The quantum of fresh produce lost in India is staggering. According to a Hindustan Times report, a government study shows that India is wasting up to 6.7 crore tonnes of food every year. The primary reason being inadequate refrigeration and supply chain infrastructure in India.
India is the largest producer and consumer of milk in the world; 130 million tonnes of milk are produced annually in India, yet a significant proportion of this is lost. This is because only a fraction of milk produced in India has access to cold storage.
While lack of cold storage remains an issue, what Tetra Pak’s technology has been able to achieve in terms of extended shelf life under ambient conditions without the need for chilled storage and distribution or the addition of preservatives is significant.
Last year, Tetra Pak sold around 800 crore packs in India. This year it will touch the 900 crore packs mark. In 2016 alone, the company sold 18,800 crore packs globally and had net sales of Euro 11.4 billion (approximately Rs 85,790 crore) from its processing, packaging and services business.
When PrintWeek India team visited 45-acre Tetra Pak factory in Pune, the sheer scale of operations was an eye-opener. From the moment we entered this facility, we could not help but be impressed by the attention to detail, from safety briefings to the state-of-the-art technology and even the green initiatives across campus.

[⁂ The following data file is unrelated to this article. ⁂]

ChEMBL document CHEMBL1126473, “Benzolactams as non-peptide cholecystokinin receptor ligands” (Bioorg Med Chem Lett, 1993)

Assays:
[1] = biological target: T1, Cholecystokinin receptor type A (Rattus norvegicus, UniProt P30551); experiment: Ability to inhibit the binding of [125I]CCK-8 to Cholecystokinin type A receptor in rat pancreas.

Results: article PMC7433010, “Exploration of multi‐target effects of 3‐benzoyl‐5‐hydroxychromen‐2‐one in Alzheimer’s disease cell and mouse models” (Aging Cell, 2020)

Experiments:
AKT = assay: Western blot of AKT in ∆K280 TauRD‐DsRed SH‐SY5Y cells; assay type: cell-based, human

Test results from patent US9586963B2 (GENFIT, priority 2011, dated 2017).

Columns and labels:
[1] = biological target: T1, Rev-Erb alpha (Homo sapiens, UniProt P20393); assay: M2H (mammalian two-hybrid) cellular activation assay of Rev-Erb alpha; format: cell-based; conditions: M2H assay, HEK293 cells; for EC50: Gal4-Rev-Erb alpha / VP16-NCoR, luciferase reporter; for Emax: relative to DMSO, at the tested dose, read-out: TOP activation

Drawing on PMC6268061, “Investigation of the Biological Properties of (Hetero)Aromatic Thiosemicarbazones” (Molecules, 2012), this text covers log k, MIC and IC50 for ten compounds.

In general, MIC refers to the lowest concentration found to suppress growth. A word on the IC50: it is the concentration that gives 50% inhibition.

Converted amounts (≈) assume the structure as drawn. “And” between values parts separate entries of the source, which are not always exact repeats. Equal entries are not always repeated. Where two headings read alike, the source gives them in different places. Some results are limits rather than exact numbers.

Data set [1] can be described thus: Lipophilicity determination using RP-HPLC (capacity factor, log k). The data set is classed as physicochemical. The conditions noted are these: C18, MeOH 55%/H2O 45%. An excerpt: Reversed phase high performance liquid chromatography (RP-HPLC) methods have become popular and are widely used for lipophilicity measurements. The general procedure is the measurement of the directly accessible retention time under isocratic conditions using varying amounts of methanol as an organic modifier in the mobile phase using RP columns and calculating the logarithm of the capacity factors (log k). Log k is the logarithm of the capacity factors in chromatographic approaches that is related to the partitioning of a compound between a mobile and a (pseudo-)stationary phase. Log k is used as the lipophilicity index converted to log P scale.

The packaging major has come a long way since it established its first factory in India in 1997 in Takwe near Pune. The latest Chakan factory is one of Tetra Pak’s most advanced operations globally. It boasts of end-to-end solutions to integrate processing, packaging, automation and technical services. The Chakan factory was recognised as ‘Factory of the Year’ for 2015 among 42 Tetra Pak factories worldwide.
At the helm of affairs is Dilip Bhave, the factory director at Tetra Pak South Asia Markets. He talks about lean production with World Class Manufacturing (WCM) principles based on TPM (Total Productive Maintenance) concepts.
Bhave says, “Right from day one since the factory was established in 2012, we have strived to achieve operational excellence. To achieve the ‘Factory of the Year’ title, consistency in the past three years in terms of safety, quality productivity, cost efficiency and morale of the employees are judged. And we managed to bag the award at the end of three years.”
Bhave believes that there is still a long way to go. The factory has achieved the first three milestones – TPM excellence, TPM consistency and TPM special certifications – out of the five. The certifications are provided by Japan Institute of Plant Maintenance (JIPM), where in assessors from the Institute undertake a rigorous audit of the plant, before awarding the certification. Bhave assures that the factory is on track to achieve the World Class Manufacturing certification, the highest accolade, in the next few years. Bhave says, “This helps us to be competitive and to raise the bar every year.”
It is interesting to note that all the machines at the Tetra Pak factory are run at maximum speeds. Bhave contends, “The amount of time you waste when the machine is idle or running at a lower speed translates to losses.”